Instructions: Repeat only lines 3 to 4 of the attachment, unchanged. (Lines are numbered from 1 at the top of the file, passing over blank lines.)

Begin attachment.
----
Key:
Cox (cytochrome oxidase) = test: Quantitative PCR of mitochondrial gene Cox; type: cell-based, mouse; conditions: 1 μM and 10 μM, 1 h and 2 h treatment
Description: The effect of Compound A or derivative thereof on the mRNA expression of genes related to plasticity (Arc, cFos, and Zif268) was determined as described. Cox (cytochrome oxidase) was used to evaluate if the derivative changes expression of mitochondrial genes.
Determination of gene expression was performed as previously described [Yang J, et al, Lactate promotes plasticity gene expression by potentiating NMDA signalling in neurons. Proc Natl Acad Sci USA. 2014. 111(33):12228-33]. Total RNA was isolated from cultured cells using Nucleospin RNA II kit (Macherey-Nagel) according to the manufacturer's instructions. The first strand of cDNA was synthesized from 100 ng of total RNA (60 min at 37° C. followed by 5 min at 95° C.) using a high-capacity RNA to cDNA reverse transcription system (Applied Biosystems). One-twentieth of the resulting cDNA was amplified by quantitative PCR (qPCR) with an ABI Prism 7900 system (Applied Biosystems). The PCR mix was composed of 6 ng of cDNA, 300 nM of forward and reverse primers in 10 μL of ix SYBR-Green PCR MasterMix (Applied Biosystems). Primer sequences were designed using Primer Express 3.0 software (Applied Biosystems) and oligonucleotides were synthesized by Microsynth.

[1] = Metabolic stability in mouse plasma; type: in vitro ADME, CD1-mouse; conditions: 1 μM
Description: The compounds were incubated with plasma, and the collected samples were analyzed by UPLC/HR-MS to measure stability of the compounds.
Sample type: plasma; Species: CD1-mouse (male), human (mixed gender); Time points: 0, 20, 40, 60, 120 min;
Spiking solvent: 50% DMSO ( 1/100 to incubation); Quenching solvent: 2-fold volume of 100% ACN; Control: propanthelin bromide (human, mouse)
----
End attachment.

Description: The effect of Compound A or derivative thereof on the mRNA expression of genes related to plasticity (Arc, cFos, and Zif268) was determined as described. Cox (cytochrome oxidase) was used to evaluate if the derivative changes expression of mitochondrial genes.
Determination of gene expression was performed as previously described [Yang J, et al, Lactate promotes plasticity gene expression by potentiating NMDA signalling in neurons. Proc Natl Acad Sci USA. 2014. 111(33):12228-33]. Total RNA was isolated from cultured cells using Nucleospin RNA II kit (Macherey-Nagel) according to the manufacturer's instructions. The first strand of cDNA was synthesized from 100 ng of total RNA (60 min at 37° C. followed by 5 min at 95° C.) using a high-capacity RNA to cDNA reverse transcription system (Applied Biosystems). One-twentieth of the resulting cDNA was amplified by quantitative PCR (qPCR) with an ABI Prism 7900 system (Applied Biosystems). The PCR mix was composed of 6 ng of cDNA, 300 nM of forward and reverse primers in 10 μL of ix SYBR-Green PCR MasterMix (Applied Biosystems). Primer sequences were designed using Primer Express 3.0 software (Applied Biosystems) and oligonucleotides were synthesized by Microsynth.